​Transforming UCT: Reflections on the road ahead

Black Academic Caucus has long been fighting against the exclusion and undermining of black academics and it is this common cause that brought us together in the first place. (David Harrison/M&G)

Black Academic Caucus has long been fighting against the exclusion and undermining of black academics and it is this common cause that brought us together in the first place. (David Harrison/M&G)

Statement by The UCT Black Academic Caucus

It has been encouraging to witness the revolutionary changes taking place at UCT over the past few years: the fall of the Cecil John Rhodes statue, the return of Mahmoud Mamdani, the renaming of buildings, the dialogues around sexual violence, artworks and curriculum change, and the many less visible day-to-day shifts in attitudes, practices, and policy-making.

Against this backdrop, we are, however, also witnessing the backlash of the white liberal establishment. Accusations of deceit and malicious calls to discredit two recently appointed black women DVCs at UCT are blatant displays of the lingering racist and sexist culture of the establishment. Familiar stereotypes of black underachievement and incompetence rear their ugly heads in a context where attention to racial disparities has become intolerable to the fragile white elite, triggering aggressive and defensive responses. This backlash illustrates what is wrong at UCT. As Prof Feris is accused of populism and of hosting a conspiracy theorist, Prof Phakeng is demeaned via attacks on her personality and scholarship. The UCT Black Academic Caucus (BAC) will continue to monitor and call out both overt and covert malicious racist and gendered attacks on black members of this institution.

BAC has long been fighting against the exclusion and undermining of black academics and it is this common cause that brought us together in the first place. Such racist practices are not always as blatant and crude as we have seen in the past few days. Strategies employed during selection committee meetings are less subtle. We often hear statements, such as “we need someone who can hit the ground running” or “it’s just not a good fit”, when black academics get passed over for appointments. We have seen the subtle and not so subtle ways in which black scholarship is subjected to excessive scrutiny in Ad Hominem promotions committees.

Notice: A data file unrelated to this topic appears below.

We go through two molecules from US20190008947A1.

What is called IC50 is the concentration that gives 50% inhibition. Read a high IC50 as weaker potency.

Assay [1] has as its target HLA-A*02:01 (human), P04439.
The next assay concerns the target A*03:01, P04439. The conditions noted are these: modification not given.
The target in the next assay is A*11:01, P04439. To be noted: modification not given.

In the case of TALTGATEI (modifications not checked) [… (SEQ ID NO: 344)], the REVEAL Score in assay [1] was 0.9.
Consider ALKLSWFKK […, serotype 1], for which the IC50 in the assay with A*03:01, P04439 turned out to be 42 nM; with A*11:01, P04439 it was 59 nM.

We have also witnessed how the authority of black Faculty Deans is challenged by insubordinate white, mostly male, professors. It is no surprise therefore that, as the institution continues to transform, these everyday experiences are now reaching those within the highest ranks of the university. It is for these reasons that the BAC has called for a re-composition of UCT institutions, such as the Senate, with the purpose of making them more representative and transparent.

Resistance to calls for transformation and decolonisation of our institution are nothing new. What is different is that UCT has changed. Exhibitions of pathological whiteness, which would have previously gone unnoticed, unchallenged, and unaccounted for are no longer met with silence. Following the Rocking the Daisies incident, racist rants have been circulating via emails, including abusive emails to students by members of the academic staff. These are abuses of power that expose a lack of respect towards particular members of the institution.

In the last few months there have been those who have questioned the existence of the BAC in an institution that aspires to transform and decolonise. Others have gone as far as attempting to characterise the BAC as a racist organisation. We ask of them to consider whether UCT is succeeding in its aims to embrace diversity and inclusivity when its academic staff complement is still largely white. There are departments that have yet to employ a single black academic.

If the university aspires to be truly equitable and just, we should be able to see uniform support for the project of transformation. This has not been the case. Some have even complained that the discourses of transformation and decolonisation have made them uncomfortable because they mention race. Some consider it racist to speak of the ways in which racialised and gendered relations of power continue to shape the operations of the institution – that is, to name the mechanisms through which white heteronormative privilege continues to secure its interests at the expense of the public interest. But, of course, the act of calling out racialised and gendered inequities does not make one racist or sexist. It merely draws our attention to the patterns of unequal relations of power that continue to function in our institution with a view to correcting these inequities.

The BAC will continue to speak about racial and gendered contradictions at the university. When so few of the academic staff of some faculties are black South Africans, we cannot remain silent. To do so would be to accept the fact that the legacy of apartheid continues to betray UCT’s aspirations to become a diverse and inclusive public institution.

The recent attacks on black DVCs at UCT come in the wake of the institution’s search for a new Vice Chancellor in 2018 following the end of Dr Max Price’s term. Should these attacks be read as a warning to black applicants? Let us remind ourselves that Rhodes fell because black students demanded it. This could have been a collective effort, but instead it was largely left to black students to move the conversation forward. As the BAC, our own struggles compelled us to join and support the conversation. We now ask, is it going to be left to black staff and students to put UCT’s strategic plan into action? - Daily Vox

Black Academic Caucus

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